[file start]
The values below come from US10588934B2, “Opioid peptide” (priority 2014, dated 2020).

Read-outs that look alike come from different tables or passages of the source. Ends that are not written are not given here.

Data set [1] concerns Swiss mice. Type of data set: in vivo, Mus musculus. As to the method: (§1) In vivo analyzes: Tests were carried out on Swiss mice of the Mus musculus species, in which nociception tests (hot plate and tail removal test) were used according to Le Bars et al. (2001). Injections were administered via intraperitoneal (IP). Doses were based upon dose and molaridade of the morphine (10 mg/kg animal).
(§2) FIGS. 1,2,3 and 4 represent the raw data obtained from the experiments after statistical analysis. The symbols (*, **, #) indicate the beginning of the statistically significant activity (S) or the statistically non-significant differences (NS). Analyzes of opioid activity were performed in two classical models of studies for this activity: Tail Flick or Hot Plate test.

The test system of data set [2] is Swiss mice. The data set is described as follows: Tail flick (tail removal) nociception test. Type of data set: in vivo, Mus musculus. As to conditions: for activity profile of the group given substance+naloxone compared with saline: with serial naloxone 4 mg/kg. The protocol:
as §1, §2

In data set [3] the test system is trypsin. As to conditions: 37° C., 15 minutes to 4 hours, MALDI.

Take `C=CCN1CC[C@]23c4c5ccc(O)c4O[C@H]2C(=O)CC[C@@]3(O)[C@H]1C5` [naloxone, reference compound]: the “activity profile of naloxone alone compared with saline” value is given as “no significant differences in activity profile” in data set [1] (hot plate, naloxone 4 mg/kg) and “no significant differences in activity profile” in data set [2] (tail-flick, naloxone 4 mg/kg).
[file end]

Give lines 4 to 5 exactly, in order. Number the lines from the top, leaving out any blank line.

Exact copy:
(§2) FIGS. 1,2,3 and 4 represent the raw data obtained from the experiments after statistical analysis. The symbols (*, **, #) indicate the beginning of the statistically significant activity (S) or the statistically non-significant differences (NS). Analyzes of opioid activity were performed in two classical models of studies for this activity: Tail Flick or Hot Plate test.

The test system of data set [2] is Swiss mice. The data set is described as follows: Tail flick (tail removal) nociception test. Type of data set: in vivo, Mus musculus. As to conditions: for activity profile of the group given substance+naloxone compared with saline: with serial naloxone 4 mg/kg. The protocol: